In ancient times, the traditional color of bridal gowns would be red or some other bright color. However, green was avoided in the choice of a bridal gown since it was considered unlucky. It was also was considered that a woman who wore green on her Wedding day was one of loose morals…her dress would be grass-stained from rolling around in the fields. The choice of a white Wedding gown increased in popularity when this color was chosen by Queen Victoria for her own ceremonies and thus, broke the tradition of royals marrying in silver.

 Today pastel shades, stronger colours and even tartans are worn, as always fashion not superstition dictates the current trend!

 The Gift Registry

 Aristocratic families in some cultures have always put on expensive weddings to show their place in society. In fact, among frontier families, the lack of access to a preacher led to the acknowledgement — and legalization — of common-law marriages. In more established communities, the bride’s female family members and friends would hold special quilting circles to embroider and create her trousseau. The ceremonies, the receptions and the setting up of households were all-encompassing community events.

 Then the society families started collecting gifts.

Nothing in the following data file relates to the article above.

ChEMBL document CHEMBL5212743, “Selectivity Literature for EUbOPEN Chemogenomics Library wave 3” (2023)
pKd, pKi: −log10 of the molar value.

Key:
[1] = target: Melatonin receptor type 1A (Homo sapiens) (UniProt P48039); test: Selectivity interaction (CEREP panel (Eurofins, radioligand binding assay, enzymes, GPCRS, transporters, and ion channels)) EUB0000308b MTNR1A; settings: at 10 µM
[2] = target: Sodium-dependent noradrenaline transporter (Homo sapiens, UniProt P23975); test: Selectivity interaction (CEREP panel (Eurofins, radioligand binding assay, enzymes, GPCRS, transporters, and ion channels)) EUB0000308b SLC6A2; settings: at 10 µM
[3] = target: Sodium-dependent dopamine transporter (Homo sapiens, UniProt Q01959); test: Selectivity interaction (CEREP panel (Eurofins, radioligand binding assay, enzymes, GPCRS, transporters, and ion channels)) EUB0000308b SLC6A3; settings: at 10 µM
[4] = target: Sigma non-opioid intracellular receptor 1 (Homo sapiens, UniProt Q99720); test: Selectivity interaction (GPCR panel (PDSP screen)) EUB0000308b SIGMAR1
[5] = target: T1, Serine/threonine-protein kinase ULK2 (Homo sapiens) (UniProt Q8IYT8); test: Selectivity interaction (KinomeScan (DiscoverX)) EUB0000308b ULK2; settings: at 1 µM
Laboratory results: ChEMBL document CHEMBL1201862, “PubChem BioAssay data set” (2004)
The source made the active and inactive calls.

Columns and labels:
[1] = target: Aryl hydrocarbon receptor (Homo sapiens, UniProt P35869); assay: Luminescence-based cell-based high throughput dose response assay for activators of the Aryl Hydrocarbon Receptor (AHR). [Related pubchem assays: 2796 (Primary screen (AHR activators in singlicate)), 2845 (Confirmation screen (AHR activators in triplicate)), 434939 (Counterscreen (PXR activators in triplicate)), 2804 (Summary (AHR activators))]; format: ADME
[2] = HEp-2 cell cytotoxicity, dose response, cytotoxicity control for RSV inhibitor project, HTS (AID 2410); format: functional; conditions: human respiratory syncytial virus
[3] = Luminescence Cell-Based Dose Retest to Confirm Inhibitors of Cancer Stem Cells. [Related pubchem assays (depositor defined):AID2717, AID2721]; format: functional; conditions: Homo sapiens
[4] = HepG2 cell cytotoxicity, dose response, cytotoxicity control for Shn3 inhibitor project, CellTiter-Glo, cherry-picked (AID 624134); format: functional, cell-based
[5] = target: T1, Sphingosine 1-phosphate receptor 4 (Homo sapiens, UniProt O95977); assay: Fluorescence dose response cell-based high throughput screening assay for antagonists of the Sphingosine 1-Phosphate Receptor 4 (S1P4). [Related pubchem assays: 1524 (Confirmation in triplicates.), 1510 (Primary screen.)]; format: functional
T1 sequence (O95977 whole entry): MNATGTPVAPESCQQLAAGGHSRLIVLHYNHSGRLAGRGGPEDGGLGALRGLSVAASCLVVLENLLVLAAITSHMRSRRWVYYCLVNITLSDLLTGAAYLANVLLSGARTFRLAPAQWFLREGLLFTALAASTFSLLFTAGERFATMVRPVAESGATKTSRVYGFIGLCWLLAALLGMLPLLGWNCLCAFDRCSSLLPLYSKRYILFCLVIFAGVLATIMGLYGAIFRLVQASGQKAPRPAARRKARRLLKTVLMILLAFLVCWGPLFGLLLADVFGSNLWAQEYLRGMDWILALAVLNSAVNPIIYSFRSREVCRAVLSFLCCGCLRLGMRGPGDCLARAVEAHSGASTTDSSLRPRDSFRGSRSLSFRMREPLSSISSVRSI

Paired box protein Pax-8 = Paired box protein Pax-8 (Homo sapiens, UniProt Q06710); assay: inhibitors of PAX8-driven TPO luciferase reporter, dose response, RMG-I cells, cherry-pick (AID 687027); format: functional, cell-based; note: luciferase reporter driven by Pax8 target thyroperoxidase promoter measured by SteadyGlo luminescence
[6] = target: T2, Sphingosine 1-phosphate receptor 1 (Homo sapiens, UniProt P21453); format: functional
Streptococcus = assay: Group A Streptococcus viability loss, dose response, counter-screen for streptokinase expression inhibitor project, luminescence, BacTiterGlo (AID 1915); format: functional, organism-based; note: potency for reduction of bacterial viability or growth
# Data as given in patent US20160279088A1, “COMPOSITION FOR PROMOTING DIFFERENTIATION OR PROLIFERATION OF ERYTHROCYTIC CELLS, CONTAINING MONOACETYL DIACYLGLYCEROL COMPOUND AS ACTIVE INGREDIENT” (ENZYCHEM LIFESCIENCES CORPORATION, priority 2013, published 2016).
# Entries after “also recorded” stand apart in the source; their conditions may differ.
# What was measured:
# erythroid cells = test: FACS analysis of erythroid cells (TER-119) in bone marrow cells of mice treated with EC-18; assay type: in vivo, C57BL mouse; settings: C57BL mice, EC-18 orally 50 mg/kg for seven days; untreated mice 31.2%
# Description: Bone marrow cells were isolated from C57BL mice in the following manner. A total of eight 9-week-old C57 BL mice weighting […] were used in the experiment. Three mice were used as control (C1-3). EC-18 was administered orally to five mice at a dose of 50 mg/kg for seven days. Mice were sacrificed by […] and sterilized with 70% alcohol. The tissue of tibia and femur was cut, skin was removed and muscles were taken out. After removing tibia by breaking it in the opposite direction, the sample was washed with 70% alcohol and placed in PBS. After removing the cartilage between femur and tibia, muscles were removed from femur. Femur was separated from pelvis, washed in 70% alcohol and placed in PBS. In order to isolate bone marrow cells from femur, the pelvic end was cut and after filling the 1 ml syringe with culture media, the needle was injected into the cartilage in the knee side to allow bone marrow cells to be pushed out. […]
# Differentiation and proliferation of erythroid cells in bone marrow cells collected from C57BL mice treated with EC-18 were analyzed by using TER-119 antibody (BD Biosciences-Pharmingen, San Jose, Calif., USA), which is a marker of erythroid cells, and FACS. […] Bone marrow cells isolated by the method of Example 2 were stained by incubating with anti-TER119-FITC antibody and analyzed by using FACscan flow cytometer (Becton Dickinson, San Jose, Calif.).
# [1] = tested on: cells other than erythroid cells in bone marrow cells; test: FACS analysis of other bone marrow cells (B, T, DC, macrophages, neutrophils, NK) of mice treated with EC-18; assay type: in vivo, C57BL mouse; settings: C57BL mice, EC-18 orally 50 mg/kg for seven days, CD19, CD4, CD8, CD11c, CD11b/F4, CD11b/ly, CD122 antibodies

The Jumping of the Broom

 Jumping the broom originated during the time of slavery as a symbolic way of leaping into a new life.

The practice of jumping the broom started in slave times, when it was actually illegal for slaves to marry. Nonetheless, the people on the plantations sought to form bonds that were acknowledged by the community, so they jumped the broom together in lieu of a legal wedding.


 Historians note that freed slaves taught their children to disdain the practice, because to them, it was a symbol of bondage. However, the poignant scene in Alex Haley’s “Roots,” in which Kunta Kinte jumped the broom on the plantation with his bride, led to a revival of the custom. In that scene, the captive from Africa is not accepting his captivity, but he is acknowledging a powerful bond with another person despite being trapped in a life he didn’t choose.

  The Breaking of the Glass

 This tradition takes on different meaning in different places. In Italy, many newlyweds smash a vase or glass at their wedding, and they put a lot of muscle into it, too. The

tradition says that however many pieces the glassware breaks into will symbolize how many years they’ll be happily married.